Farms are businesses that cannot be competitive by bearing the cost of wasting soil and nutrition to runoff. What might have been true of farming practices in the past—soil erosion and nutrient run off—rarely occur today. Maryland is on the cutting edge of those advanced farming techniques using no till methods, cover crops, and other conservation practices that have largely eliminated erosion while also widely adopting GPS satellite technology allowing precise nutrient placement to meet crop needs and prevent runoff. Farming evolves as new farming practices are introduced. Removing farmland in Maryland exports it to locations that have less concern for environmental farming techniques and where farmland is created by clearing forests.

    Utility scale solar energy generation on farmland aspires to be biodiverse providing a weed and pesticide free environment. My own experience of management of wildlife habitat on our organic farm is that it requires a multitude of tools including mowing, herbicides and burning to keep noxious weeds like Johnson Grass, Canada thistle, and Pigweed from out-competing native grasses and pollinators.

    Certainly, deploy solar panels on land we have already used; grey-fields, rooftops, capped land-fills and brownfield. However, worshiping at the altar of Mr. Boucher’s 100 % renewable energy solution to climate change, by consuming valuable farmland is misplaced. There is no long-term or cost effect storage capacity available (nor currently foreseeable) to make renewables continuously available on a scale necessary to totally rely on for our electricity demands. Thus, to keep the lights on today, renewables require a duplicate carbon-copy of dispatchable generation-fossil fuels.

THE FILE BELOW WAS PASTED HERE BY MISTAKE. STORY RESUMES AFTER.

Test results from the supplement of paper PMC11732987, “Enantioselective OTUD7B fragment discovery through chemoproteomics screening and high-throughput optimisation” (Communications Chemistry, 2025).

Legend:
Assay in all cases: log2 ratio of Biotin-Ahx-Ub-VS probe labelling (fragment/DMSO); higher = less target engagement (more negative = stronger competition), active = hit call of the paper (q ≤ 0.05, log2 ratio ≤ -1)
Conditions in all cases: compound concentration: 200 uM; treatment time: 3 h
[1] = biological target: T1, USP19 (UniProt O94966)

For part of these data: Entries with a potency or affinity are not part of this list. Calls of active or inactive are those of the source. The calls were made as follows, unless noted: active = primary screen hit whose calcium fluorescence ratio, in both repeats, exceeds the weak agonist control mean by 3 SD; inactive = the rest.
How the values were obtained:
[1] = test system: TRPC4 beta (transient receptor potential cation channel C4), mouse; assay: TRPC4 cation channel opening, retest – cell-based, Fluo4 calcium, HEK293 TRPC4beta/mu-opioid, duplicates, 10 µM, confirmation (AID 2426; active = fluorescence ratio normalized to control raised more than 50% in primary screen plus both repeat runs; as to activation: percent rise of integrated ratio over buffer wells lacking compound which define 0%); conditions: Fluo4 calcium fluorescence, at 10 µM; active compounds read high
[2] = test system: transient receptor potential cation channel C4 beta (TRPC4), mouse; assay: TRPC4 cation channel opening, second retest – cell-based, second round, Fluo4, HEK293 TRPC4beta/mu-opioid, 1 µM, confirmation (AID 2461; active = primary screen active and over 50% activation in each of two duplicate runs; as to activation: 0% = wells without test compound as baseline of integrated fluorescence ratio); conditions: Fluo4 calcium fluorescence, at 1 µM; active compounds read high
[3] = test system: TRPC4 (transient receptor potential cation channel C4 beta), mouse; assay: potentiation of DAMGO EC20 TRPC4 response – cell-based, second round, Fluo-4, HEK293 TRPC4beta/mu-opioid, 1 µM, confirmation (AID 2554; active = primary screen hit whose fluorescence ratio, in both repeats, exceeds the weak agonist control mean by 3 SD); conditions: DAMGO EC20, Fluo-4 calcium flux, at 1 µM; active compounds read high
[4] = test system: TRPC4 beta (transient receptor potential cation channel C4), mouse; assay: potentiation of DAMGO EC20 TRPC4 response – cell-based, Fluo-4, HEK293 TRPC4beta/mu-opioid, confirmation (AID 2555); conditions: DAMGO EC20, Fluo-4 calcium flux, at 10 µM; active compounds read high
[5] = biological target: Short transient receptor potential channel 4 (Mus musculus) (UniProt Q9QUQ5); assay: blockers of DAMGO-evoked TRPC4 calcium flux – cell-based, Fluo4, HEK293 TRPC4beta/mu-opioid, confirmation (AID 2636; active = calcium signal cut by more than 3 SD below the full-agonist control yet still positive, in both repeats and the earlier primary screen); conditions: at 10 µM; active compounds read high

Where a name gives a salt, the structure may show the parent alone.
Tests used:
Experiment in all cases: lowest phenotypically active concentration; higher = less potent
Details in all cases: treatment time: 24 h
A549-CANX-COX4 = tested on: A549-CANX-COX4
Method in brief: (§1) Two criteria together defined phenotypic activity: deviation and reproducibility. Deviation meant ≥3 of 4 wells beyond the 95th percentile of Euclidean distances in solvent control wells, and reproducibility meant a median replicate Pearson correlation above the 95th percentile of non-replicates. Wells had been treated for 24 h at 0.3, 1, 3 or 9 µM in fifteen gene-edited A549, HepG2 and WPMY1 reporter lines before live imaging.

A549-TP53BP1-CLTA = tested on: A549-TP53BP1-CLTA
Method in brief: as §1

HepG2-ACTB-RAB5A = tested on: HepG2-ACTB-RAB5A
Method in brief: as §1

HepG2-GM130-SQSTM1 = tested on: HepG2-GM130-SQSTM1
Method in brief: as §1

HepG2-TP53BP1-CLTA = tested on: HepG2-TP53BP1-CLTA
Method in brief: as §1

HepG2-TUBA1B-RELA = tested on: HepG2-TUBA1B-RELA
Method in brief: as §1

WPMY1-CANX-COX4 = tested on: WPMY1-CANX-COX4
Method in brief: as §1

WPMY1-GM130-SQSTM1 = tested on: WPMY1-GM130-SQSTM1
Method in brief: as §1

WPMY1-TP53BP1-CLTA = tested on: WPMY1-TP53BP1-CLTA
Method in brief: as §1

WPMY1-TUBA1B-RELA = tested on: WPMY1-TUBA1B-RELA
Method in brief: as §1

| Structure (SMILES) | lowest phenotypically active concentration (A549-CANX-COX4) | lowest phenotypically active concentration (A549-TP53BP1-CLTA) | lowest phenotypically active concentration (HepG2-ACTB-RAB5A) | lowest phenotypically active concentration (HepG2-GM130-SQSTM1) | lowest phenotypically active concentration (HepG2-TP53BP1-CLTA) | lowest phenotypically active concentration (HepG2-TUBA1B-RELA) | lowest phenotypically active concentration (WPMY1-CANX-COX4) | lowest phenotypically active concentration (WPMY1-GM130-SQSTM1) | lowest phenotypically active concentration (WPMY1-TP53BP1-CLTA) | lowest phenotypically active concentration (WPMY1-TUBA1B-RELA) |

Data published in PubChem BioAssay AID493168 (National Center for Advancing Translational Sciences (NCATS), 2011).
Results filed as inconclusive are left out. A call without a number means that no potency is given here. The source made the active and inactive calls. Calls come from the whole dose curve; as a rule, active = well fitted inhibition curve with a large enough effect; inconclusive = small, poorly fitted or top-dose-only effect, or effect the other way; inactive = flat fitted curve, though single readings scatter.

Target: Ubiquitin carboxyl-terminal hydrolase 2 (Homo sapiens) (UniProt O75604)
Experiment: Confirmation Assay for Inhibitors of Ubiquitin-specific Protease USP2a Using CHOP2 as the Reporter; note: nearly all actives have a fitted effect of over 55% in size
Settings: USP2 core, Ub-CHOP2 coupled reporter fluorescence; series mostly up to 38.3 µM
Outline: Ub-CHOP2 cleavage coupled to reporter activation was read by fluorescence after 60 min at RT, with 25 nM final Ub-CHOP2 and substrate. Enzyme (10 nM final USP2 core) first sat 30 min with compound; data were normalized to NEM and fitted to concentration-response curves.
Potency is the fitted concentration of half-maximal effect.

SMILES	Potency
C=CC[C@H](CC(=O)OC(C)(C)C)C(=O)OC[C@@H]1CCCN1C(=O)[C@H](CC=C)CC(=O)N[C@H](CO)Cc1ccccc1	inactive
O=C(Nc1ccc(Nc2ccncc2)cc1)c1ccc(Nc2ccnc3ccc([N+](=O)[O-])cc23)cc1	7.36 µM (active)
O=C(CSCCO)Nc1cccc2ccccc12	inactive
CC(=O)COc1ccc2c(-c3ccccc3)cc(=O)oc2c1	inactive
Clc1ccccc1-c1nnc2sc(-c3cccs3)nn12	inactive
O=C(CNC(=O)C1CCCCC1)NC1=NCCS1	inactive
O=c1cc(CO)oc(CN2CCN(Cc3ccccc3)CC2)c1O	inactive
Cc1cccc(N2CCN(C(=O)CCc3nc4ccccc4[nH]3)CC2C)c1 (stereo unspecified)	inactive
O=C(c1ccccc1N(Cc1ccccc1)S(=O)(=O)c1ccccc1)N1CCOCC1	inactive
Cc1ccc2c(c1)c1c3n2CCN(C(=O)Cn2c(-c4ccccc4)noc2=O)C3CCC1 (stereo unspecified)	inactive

The conversation we and concerned scientists should be having instead is how we reach 100% zero-carbon energy production whether renewable or not. Reframing our focus onto the problem, CO2. Today the highest fraction of energy from a carbon free source is nuclear with a high capacity factor and substantially lower land requirement relative to other carbon-free generators. Building the right mix of carbon free energy and sparing our farmland requires that we expand and continue support of energy research and development and that we are commited to a federal policy that will protect our farmland.

    In the meantime, let’s not bet our farms on solar.